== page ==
GPHC Head promises ‘appropriate action’ after probe into maternal deaths


Internal investigations into two recent maternal deaths at the Georgetown Public Hospital Corporation (GPHC) were launched this week and the Corporation’s Chief Executive Officer Robbie Rambarran promises that appropriate action will be taken when those are completed.

Rambarran, in an invited comment, said that the investigating team was awaiting the results of additional tests and at least one autopsy report.

Once all the reports are gathered, the team will be able to probe the care administered to both pregnant women. That probe will determine if there were resource constraints, negligence or other reasons for their deaths.

“(With) the investigations and findings, appropriate action will be taken,” Rambarran emphasised.

He also stressed that the GPHC is not treating the deaths lightly.

“No death is acceptable, whether it is the patients’ fault or negligence,” the CEO said.

A 40-year-old woman and a 19-year-old woman pregnant with twins succumbed while receiving treatment at the weekend, according to two separate releases from the Georgetown Public Hospital Corporation (GPHC).

Both women, the Health Minister Dr. Frank Anthony said previously, experienced complications during their pregnancy. The 40-year-old died while receiving treatment at the National Infectious Diseases hospital at Liliendaal, Georgetown. The 19-year-old woman died at the Georgetown Public Hospital.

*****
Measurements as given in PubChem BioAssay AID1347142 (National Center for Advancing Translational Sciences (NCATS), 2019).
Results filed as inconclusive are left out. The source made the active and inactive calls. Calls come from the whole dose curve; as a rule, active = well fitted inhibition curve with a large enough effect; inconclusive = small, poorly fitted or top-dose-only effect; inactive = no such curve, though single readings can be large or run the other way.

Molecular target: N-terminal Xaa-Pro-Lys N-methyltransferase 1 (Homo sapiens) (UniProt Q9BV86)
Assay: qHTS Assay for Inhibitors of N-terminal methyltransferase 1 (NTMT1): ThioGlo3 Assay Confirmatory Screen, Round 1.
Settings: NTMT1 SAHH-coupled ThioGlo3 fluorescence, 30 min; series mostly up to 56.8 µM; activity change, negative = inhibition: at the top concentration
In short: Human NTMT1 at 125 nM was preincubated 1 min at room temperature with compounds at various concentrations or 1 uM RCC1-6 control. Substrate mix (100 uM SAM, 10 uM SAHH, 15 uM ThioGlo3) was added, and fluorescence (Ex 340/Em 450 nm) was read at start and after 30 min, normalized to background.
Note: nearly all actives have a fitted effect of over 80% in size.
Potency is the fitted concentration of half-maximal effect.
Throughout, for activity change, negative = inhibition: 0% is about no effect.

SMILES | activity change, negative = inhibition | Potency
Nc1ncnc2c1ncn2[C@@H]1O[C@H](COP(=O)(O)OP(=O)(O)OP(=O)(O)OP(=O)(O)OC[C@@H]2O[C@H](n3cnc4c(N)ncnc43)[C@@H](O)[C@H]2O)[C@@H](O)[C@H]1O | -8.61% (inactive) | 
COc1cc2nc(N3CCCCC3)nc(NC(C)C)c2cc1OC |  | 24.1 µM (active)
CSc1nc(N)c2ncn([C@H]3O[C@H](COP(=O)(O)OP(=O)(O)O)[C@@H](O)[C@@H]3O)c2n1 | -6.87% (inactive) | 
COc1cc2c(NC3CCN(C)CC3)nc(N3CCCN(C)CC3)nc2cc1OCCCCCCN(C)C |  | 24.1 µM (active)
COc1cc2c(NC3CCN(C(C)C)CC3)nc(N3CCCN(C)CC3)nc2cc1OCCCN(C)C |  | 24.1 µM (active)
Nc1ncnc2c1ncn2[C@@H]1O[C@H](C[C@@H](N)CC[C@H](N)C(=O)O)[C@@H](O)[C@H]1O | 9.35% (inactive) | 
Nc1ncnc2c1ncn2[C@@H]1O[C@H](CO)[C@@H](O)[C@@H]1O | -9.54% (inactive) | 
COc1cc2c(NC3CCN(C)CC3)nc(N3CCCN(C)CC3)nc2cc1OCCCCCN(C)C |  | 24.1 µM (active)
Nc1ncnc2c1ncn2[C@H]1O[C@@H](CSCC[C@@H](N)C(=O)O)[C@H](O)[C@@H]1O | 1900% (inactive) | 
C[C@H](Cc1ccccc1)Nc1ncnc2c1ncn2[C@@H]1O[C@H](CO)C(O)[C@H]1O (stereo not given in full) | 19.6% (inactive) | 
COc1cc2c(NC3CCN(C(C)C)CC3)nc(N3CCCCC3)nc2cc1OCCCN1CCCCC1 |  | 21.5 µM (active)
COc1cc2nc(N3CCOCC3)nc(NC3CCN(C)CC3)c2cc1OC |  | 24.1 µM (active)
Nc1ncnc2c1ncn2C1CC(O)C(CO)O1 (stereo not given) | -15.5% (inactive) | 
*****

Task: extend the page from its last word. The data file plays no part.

Commenting on the two maternal deaths recorded at the weekend, the Health Minister said that two investigations were ordered. An internal investigation, conducted by the Georgetown hospital, already commenced; another investigation by the ministry’s maternal mortality committee is expected sometime this week.

The Health Minister said recommendations from both completed investigations will be used to further improve healthcare provided to expecting mothers.

Because those women experienced complications, Rambarran urged that all pregnant women seek antenatal care. Antenatal or prenatal care involves consistent checkups during pregnancy.

1 Comment
  1. derk says

    It can be argued that the time is far gone to keep reminding health care professionals that they accountable for their acts and omissions when there is a serious incident.
    They knew of this from the classroom, from reading and continuous professional studies so there are no excuses it is time analyse the documentations form admission to determine the quality monitoring and care extended to these persons.
    And let the various professional bodies make recommendations with fear or favour.

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